August 29, 2006
The Semester That Started Without Me
Thanks to everyone who participated for a satisfying and lively discussion. All of you have given me things to think about, and I hope I've returned the favor to at least some of you. My apologies to those readers who are bored by such ramblings.
Keeping up with the debate has sucked up all of my blog time . . . in fact, all of my writing time for the past few weeks. I had intended to be well into an independent paper by now, having slowly siphoned the materials for it out of the library as they became available. Alas, the paper sits at only 3 pages thus far, with what I hope is a decent introduction built around my attempts at a concise thesis for what could prove to be a fairly broad topic. Precisely how broad it will be is entirely dependent on what I do with the next 3 pages or so, I think. If it is any good, I will publish it here. If I have any doubts about that, I can assure you that some of you will be reading it anyway . . . You probably know who you are.
Meanwhile, the last month of summer passed with very little of particular interest. Rachel got easy A's in both of her online classes, despite the lack of motivation generally attendant upon survey-level coursework "taught" by adjuncts during the summer. My utter disgust for Comp courses (which I never had to take) has deepened considerably.
More recently there is the joy attendant upon friends and (in my case) family trickling slowly back to school . . . accompanied now by the suddenly keen awareness of the absence of those who won't be back. They've done pretty well about keeping in touch so far, though. Ashley is only a few hours away and has promised to visit regularly (she's working for a tutoring service in the Dallas area, for anyone who was unaware). Audra is back, of course, and her younger brother Brendon is starting this year as well . . . as is Rachel's sister Rebecca. I now have an unprecedented five family members hanging about the LeTourneau campus. Be afraid. Be very afraid.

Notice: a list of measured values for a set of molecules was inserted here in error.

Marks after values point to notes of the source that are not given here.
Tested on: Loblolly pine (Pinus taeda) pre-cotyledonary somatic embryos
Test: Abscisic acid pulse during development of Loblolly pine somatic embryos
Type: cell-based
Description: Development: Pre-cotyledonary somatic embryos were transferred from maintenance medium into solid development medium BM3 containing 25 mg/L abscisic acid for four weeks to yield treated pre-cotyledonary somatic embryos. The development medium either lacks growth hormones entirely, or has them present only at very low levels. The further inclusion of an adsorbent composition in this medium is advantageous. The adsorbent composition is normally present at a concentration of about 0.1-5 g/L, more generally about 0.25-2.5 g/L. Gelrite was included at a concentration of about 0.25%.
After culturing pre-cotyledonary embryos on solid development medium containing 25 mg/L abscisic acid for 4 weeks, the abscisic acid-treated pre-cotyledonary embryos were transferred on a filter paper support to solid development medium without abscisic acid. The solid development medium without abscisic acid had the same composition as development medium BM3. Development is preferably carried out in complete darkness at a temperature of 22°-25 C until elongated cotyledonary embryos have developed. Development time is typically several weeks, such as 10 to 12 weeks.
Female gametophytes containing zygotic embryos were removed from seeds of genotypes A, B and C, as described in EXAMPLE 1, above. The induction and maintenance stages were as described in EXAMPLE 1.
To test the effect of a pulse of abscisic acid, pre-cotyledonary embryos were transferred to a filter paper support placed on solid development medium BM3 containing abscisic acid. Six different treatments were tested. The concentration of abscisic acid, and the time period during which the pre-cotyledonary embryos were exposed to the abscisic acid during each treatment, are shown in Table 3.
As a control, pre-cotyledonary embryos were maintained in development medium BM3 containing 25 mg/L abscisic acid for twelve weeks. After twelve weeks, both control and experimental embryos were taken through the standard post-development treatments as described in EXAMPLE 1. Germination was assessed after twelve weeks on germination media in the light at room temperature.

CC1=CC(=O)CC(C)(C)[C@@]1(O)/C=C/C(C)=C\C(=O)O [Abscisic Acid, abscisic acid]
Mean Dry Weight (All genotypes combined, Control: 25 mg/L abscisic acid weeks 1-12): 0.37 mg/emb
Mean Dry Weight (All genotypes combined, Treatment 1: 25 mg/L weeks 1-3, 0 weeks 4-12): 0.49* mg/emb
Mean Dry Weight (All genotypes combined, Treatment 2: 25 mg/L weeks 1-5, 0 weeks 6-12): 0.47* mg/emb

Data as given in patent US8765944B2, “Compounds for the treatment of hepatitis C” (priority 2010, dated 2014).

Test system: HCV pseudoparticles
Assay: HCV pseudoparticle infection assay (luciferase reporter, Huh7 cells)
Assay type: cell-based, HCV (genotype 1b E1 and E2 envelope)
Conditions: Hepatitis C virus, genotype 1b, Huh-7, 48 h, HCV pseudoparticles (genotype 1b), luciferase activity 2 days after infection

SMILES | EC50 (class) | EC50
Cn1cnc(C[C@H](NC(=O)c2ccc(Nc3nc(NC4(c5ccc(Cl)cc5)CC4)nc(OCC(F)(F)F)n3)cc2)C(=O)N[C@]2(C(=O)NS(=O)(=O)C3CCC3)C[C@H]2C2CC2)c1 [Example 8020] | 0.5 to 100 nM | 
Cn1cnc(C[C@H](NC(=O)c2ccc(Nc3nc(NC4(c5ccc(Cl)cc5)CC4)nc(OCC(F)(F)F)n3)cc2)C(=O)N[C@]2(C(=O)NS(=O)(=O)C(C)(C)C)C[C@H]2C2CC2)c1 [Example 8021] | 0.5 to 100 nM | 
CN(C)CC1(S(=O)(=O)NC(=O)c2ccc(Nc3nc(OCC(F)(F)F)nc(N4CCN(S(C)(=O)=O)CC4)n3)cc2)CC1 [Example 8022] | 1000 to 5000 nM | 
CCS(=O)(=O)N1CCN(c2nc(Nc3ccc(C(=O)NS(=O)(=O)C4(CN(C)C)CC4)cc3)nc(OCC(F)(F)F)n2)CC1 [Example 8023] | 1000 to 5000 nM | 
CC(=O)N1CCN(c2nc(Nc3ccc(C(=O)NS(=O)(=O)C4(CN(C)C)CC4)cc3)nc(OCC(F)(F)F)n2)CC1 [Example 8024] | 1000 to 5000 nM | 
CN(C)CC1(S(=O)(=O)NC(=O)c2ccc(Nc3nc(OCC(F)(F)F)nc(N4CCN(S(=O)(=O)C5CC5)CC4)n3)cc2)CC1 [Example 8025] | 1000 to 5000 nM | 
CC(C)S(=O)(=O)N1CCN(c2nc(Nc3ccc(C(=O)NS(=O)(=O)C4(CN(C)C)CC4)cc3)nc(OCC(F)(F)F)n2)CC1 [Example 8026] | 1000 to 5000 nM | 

And, of course, I just had a birthday . . . Last Thursday. I am 23. I suppose this would be the perfect opportunity to describe how the incoming freshmen make me feel like a relic . . . but that would imply that I feel old. And as I have pointed out more than once in the past week, I'll never feel old as long as Uncle Doug is around.
Until Monday the 21st it appeared that I would be having to work late on my birthday, which was very sad, but I wound up being able to get off an hour early instead, which made me very happy. Rachel made me yummy things, and I celebrated my birthday sporadically in various ways with various people over the course of a few days (not a bad way to do things, really).
Let's see . . . What else did I do this summer? Rachel and should both have new level 60s sometime this week . . . *steps lightly around further discussion of World of WarCraft* My reading has been both sporadic and erratic. A great deal of breadth, but very little depth. I have completed perhaps three books, but I have dabbled in dozens. Any number of interesting-looking books come through my hands, and I just have to poke around inside. Sometimes a fascinating volume catches my eye as I am handing it across the counter to someone who is about to whisk it away for three weeks. But it's okay . . . I'm in charge of reserves. I just put a hold on it for myself, and some morning I walk into work and it's sitting on my desk.